'Image...' has a semi-melancholic depth which is occasionally buried in the guitar/brass-heavy arrangement; with more elegant and introspective approach throughout the track I'd enjoy it even more, but those fond of virtuoso playing will find a lot to enjoy here. Very bold and rhythmic 'Dancing in the Dark' is my least fave track, graced by e.g. Markku Johansson's trumpet solo. Guitar is again unnecessarily loud. 'The Sighting' opens interestingly without guitars and percussion but the arrangement becomes again quite heavy. Aale Lindgren's oboe is a nice detail in it.

Finally the intimate and introspective side takes over in the beginning of the marvelous 'Try to Remember': this would also function as an example of a masterful and extremely rich arrangement. It features the woodwinds and strings of The Helsinki Philharmonic Orchestra. Here the various instruments are not climbing on each other's neck as on the more hectic tracks, instead the arrangement has several phases using different instruments. A masterpiece combining the emotion, virtuosity and grandiosity, and one of the finest Pekka ever composed. Risto Kurkinen's cover drawing is not as good as on Keesojen Lehto, but it definitely works better on the vinyl format.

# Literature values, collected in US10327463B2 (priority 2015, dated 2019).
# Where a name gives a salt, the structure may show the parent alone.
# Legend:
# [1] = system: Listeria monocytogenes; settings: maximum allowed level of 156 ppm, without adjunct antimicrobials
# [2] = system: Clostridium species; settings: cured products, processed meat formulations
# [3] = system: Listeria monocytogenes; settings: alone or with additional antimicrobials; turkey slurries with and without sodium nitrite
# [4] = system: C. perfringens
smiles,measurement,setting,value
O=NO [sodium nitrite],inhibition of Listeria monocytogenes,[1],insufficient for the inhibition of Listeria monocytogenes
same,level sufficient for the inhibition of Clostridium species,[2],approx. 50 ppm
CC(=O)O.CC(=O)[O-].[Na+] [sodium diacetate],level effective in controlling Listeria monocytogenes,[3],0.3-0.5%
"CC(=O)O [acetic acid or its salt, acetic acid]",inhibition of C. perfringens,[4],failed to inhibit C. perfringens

Report this review (#1495387)
Posted Wednesday, December 2, 2015 | Review Permalink
3 stars Pekka Pohjola's "Visitation", 1977, is not exactly the best place to start Pohjola's aquaintance, music composition wise. Better yet check on the flawless and clockwise performances by each member at every single moment. Amazing!